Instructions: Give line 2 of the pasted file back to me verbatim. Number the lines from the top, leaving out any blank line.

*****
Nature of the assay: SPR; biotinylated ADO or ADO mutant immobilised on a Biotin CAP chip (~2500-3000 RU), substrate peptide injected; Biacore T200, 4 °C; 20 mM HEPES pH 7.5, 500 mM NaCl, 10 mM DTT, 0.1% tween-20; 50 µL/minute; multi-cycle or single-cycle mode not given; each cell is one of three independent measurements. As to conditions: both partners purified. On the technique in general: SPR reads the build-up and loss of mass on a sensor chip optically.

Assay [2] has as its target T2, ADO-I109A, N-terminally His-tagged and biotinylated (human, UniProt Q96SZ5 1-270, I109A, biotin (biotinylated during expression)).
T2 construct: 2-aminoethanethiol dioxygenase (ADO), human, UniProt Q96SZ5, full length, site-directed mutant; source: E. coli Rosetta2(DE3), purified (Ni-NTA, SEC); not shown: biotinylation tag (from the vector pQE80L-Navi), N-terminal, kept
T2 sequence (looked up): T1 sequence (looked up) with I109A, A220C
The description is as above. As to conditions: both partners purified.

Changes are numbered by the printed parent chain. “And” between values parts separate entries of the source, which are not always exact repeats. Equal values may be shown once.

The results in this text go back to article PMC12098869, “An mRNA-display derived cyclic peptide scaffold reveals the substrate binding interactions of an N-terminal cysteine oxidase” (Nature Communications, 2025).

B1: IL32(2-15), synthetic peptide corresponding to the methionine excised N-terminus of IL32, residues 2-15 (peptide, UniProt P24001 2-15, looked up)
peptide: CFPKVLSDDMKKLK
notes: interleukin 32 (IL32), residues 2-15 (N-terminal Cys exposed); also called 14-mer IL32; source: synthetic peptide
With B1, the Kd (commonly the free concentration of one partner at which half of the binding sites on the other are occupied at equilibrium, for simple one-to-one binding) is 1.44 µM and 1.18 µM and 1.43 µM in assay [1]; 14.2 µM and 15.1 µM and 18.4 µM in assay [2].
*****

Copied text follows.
Assay [2] has as its target T2, ADO-I109A, N-terminally His-tagged and biotinylated (human, UniProt Q96SZ5 1-270, I109A, biotin (biotinylated during expression)).